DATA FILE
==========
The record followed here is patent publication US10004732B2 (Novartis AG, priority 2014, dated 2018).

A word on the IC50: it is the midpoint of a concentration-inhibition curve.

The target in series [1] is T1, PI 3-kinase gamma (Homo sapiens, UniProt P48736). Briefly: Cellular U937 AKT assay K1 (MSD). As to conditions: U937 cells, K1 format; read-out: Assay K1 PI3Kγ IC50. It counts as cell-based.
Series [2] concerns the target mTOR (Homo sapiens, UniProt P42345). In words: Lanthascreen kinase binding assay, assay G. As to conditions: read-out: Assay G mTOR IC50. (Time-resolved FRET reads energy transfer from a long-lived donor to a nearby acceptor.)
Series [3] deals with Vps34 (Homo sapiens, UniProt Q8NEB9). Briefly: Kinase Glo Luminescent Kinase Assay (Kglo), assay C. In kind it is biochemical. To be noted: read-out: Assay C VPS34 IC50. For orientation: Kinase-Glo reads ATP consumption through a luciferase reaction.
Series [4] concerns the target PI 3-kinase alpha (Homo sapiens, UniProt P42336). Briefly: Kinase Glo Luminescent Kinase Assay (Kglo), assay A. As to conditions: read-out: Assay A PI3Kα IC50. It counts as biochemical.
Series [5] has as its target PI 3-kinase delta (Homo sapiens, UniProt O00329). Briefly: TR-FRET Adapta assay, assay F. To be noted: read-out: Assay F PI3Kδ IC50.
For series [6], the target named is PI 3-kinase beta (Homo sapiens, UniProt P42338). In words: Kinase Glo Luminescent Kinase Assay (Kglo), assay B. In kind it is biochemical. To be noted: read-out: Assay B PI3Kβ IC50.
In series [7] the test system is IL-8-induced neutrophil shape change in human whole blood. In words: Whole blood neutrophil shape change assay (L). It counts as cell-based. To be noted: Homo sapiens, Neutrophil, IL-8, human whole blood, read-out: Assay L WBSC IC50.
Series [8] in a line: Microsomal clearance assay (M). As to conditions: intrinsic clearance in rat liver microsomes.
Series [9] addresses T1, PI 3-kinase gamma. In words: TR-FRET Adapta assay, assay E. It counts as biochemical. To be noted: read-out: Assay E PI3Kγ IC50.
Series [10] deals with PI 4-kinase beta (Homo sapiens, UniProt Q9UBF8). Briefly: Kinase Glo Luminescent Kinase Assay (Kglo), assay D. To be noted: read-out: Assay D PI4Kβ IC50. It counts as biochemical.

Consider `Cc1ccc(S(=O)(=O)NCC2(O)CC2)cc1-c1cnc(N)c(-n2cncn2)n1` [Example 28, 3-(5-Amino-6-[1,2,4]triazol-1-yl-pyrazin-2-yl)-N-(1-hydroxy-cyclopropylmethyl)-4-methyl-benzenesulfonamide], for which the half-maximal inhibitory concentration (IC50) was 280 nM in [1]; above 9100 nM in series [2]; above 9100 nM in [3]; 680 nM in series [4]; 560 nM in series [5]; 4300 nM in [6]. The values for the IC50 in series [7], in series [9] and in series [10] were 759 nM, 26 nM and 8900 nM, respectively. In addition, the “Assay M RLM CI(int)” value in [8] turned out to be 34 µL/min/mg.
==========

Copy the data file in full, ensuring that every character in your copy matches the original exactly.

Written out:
The record followed here is patent publication US10004732B2 (Novartis AG, priority 2014, dated 2018).

A word on the IC50: it is the midpoint of a concentration-inhibition curve.

The target in series [1] is T1, PI 3-kinase gamma (Homo sapiens, UniProt P48736). Briefly: Cellular U937 AKT assay K1 (MSD). As to conditions: U937 cells, K1 format; read-out: Assay K1 PI3Kγ IC50. It counts as cell-based.
Series [2] concerns the target mTOR (Homo sapiens, UniProt P42345). In words: Lanthascreen kinase binding assay, assay G. As to conditions: read-out: Assay G mTOR IC50. (Time-resolved FRET reads energy transfer from a long-lived donor to a nearby acceptor.)
Series [3] deals with Vps34 (Homo sapiens, UniProt Q8NEB9). Briefly: Kinase Glo Luminescent Kinase Assay (Kglo), assay C. In kind it is biochemical. To be noted: read-out: Assay C VPS34 IC50. For orientation: Kinase-Glo reads ATP consumption through a luciferase reaction.
Series [4] concerns the target PI 3-kinase alpha (Homo sapiens, UniProt P42336). Briefly: Kinase Glo Luminescent Kinase Assay (Kglo), assay A. As to conditions: read-out: Assay A PI3Kα IC50. It counts as biochemical.
Series [5] has as its target PI 3-kinase delta (Homo sapiens, UniProt O00329). Briefly: TR-FRET Adapta assay, assay F. To be noted: read-out: Assay F PI3Kδ IC50.
For series [6], the target named is PI 3-kinase beta (Homo sapiens, UniProt P42338). In words: Kinase Glo Luminescent Kinase Assay (Kglo), assay B. In kind it is biochemical. To be noted: read-out: Assay B PI3Kβ IC50.
In series [7] the test system is IL-8-induced neutrophil shape change in human whole blood. In words: Whole blood neutrophil shape change assay (L). It counts as cell-based. To be noted: Homo sapiens, Neutrophil, IL-8, human whole blood, read-out: Assay L WBSC IC50.
Series [8] in a line: Microsomal clearance assay (M). As to conditions: intrinsic clearance in rat liver microsomes.
Series [9] addresses T1, PI 3-kinase gamma. In words: TR-FRET Adapta assay, assay E. It counts as biochemical. To be noted: read-out: Assay E PI3Kγ IC50.
Series [10] deals with PI 4-kinase beta (Homo sapiens, UniProt Q9UBF8). Briefly: Kinase Glo Luminescent Kinase Assay (Kglo), assay D. To be noted: read-out: Assay D PI4Kβ IC50. It counts as biochemical.

Consider `Cc1ccc(S(=O)(=O)NCC2(O)CC2)cc1-c1cnc(N)c(-n2cncn2)n1` [Example 28, 3-(5-Amino-6-[1,2,4]triazol-1-yl-pyrazin-2-yl)-N-(1-hydroxy-cyclopropylmethyl)-4-methyl-benzenesulfonamide], for which the half-maximal inhibitory concentration (IC50) was 280 nM in [1]; above 9100 nM in series [2]; above 9100 nM in [3]; 680 nM in series [4]; 560 nM in series [5]; 4300 nM in [6]. The values for the IC50 in series [7], in series [9] and in series [10] were 759 nM, 26 nM and 8900 nM, respectively. In addition, the “Assay M RLM CI(int)” value in [8] turned out to be 34 µL/min/mg.